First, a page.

Tax

Are you a US expat? It's time to file your tax return - here's what you need to know!

Unfortunately, living abroad doesn’t exempt Americans from US tax filing obligations. Furthermore, there are key differences between filing US taxes from abroad and from in the States. Read on to find out what you need to know when filing your US tax return as a US expat.

Go to the profile of Hugo Lesser
Mar 24, 2017
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Unfortunately, living abroad doesn’t exempt Americans from US tax filing obligations. Furthermore, there are key differences between filing US taxes from abroad and from in the States. Read on to find out what you need to know when filing your US tax return as a US expat.

Step 1 - Know your filing dates

While any US taxes owed should still be paid by April 15th, expats have until June 15th to file. A further extension is also available upon request until October 15th. Many expats still aim to file before April 15th though, in case they find they do owe US taxes, and also just to get it out the way.

Step 2 - Claim your exclusions

Expats who earn under $100,000 a year often choose to claim the Foreign Earned Income Exclusion, which lets them exclude up to around $100,000 (the exact figure rises a little each year) of their worldwide income from US tax liability.

To claim the Foreign Earned Income Exclusion, you have to prove that you live abroad using one of two tests, the Bona Fide Residence Test, or the Physical Presence Test.

The Bona Fide Residence Test requires you to prove permanent residence in another country, with a residence visa, or other proof that your permanent home is abroad.

The Physical Presence test meanwhile requires you to prove that you’ve spent 330 days in a 365 day period that overlaps with the tax year outside the US.

If you can prove that you live abroad in one of these two ways, you can claim the Foreign Earned Income Exclusions by filing form 2555 with your tax return.

The Foreign Earned Income Exclusions isn’t the best option for everybody though. If you pay more tax in a foreign country than you would owe to the IRS, you may be better off claiming the Foreign Tax Credit instead, which gives you a $1 US tax credit for every dollar of tax you’ve paid abroad. In this way, if you’ve paid more tax abroad than you owe to the IRS, you can claim more tax credits than the tax you owe, carrying the excess credits forward for use in the future. To claim the Foreign Tax Credit, you should file form 1116.

If you earn over around $100,000, you have options, including claiming the Foreign Housing Exclusion if you rent a home abroad, or both the Foreign Earned Income Exclusion and the Foreign tax Credit. If you claim the Foreign Earned Income Exclusion however you can only claim the Foreign tax Credit on tax paid on your income over around $100,000.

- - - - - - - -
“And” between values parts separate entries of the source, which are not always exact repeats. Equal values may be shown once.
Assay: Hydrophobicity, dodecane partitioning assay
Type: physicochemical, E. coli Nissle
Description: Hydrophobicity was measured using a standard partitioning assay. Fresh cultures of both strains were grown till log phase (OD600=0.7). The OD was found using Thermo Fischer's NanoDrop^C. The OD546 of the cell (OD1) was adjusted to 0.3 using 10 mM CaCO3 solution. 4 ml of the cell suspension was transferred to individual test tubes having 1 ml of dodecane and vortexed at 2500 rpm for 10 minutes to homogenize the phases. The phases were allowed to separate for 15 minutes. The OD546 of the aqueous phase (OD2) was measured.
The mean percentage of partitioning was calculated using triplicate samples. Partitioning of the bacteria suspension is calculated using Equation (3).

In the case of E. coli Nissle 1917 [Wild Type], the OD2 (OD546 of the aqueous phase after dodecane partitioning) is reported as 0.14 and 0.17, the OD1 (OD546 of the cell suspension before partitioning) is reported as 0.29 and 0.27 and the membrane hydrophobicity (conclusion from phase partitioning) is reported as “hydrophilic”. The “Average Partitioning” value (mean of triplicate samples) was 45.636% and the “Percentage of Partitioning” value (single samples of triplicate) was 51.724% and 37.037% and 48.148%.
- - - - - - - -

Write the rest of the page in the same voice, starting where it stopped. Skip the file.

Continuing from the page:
Step 3 - Foreign account reporting

Americans with foreign bank or investment accounts with a combined total balance of over $10,000 at any time during the tax year are required to report all their foreign accounts by filing FinCEN form 114, also known as an FBAR (Foreign Bank Account Report).

Qualifying accounts also include any accounts that the tax payer has signatory authority or control over, which may include business accounts, joint accounts, or perhaps investment accounts held in trust.

Penalties for not filing FBARs (or filing an incomplete or incorrect FBAR) start at $10,000 per year, so it’s important to check carefully whether you need to file, and not to hide anything.

Over 200,000 foreign financial institutions are reporting their American account holders to the IRS, including balances, so the IRS knows if you should be filing.

Step 4 - Foreign asset reporting

FATCA (the Foreign Account Tax Compliance Act) requires expats with assets worth over $200,000, not including tangible, physical assets such as property or cars, to report them by filing form 8938 with their federal tax return.

Step 5 - If in doubt, seek help

Filing taxes as an expat can be complex, due to the extra reporting requirements, so if you aren’t sure what exactly you need to report or file, don’t hesitate to contact an expat tax specialist for some advice. In all likelihood, this will save you more money than it will cost you - not to mention a whole load of time and hassle.

With clients in over 150 countries worldwide, Bright!Tax is a leading provider of US expat tax services to the estimated 9 million Americans living overseas.

Go to the profile of Hugo Lesser

Hugo Lesser

Director, Bright!Tax US Expat Tax Services

With clients in over 190 countries, Bright!Tax is a leading provider of US tax services to the 9 million Americans living abroad.

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